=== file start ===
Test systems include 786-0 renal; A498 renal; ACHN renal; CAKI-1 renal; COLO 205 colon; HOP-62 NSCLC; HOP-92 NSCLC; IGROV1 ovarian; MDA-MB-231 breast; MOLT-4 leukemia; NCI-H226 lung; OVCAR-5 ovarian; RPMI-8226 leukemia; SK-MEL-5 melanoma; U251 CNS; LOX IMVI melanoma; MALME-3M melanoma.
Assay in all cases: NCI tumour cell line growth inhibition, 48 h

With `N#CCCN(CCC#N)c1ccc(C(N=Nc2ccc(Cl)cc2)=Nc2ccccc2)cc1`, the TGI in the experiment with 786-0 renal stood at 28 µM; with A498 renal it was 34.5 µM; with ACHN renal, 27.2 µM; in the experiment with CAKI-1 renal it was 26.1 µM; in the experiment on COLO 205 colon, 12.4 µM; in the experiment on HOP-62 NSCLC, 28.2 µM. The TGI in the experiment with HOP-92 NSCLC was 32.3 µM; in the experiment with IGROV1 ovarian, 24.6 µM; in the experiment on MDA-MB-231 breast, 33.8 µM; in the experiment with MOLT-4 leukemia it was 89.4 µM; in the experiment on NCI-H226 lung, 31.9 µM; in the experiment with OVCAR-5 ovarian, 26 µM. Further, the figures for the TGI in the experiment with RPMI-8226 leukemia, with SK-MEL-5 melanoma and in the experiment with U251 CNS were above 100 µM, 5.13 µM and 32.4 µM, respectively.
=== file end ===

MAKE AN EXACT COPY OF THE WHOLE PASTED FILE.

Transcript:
Test systems include 786-0 renal; A498 renal; ACHN renal; CAKI-1 renal; COLO 205 colon; HOP-62 NSCLC; HOP-92 NSCLC; IGROV1 ovarian; MDA-MB-231 breast; MOLT-4 leukemia; NCI-H226 lung; OVCAR-5 ovarian; RPMI-8226 leukemia; SK-MEL-5 melanoma; U251 CNS; LOX IMVI melanoma; MALME-3M melanoma.
Assay in all cases: NCI tumour cell line growth inhibition, 48 h

With `N#CCCN(CCC#N)c1ccc(C(N=Nc2ccc(Cl)cc2)=Nc2ccccc2)cc1`, the TGI in the experiment with 786-0 renal stood at 28 µM; with A498 renal it was 34.5 µM; with ACHN renal, 27.2 µM; in the experiment with CAKI-1 renal it was 26.1 µM; in the experiment on COLO 205 colon, 12.4 µM; in the experiment on HOP-62 NSCLC, 28.2 µM. The TGI in the experiment with HOP-92 NSCLC was 32.3 µM; in the experiment with IGROV1 ovarian, 24.6 µM; in the experiment on MDA-MB-231 breast, 33.8 µM; in the experiment with MOLT-4 leukemia it was 89.4 µM; in the experiment on NCI-H226 lung, 31.9 µM; in the experiment with OVCAR-5 ovarian, 26 µM. Further, the figures for the TGI in the experiment with RPMI-8226 leukemia, with SK-MEL-5 melanoma and in the experiment with U251 CNS were above 100 µM, 5.13 µM and 32.4 µM, respectively.